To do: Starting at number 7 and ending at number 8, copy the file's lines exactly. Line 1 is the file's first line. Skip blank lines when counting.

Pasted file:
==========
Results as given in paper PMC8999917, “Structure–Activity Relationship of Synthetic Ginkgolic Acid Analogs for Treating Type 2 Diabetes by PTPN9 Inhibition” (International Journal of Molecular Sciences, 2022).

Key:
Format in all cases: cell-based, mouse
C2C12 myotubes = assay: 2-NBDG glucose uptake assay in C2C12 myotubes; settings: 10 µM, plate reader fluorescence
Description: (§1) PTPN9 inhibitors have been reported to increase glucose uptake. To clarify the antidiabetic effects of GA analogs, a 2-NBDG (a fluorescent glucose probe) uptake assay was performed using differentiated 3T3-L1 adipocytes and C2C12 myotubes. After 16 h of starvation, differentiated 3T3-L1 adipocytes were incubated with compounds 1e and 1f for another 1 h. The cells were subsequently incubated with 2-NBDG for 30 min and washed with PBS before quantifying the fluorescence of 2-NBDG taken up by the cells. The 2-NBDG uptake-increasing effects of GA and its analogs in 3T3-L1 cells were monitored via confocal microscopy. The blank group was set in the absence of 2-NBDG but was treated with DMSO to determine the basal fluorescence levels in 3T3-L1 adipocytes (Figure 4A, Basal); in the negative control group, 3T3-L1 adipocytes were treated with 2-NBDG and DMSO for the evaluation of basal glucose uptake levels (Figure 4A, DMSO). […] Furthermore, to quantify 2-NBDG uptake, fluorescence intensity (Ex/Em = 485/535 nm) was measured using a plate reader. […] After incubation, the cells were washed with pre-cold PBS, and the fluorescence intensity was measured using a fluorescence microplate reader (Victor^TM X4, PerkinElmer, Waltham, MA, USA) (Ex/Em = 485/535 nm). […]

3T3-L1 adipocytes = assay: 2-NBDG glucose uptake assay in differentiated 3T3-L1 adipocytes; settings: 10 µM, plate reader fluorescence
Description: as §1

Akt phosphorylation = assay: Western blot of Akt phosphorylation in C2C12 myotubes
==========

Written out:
Description: as §1

Akt phosphorylation = assay: Western blot of Akt phosphorylation in C2C12 myotubes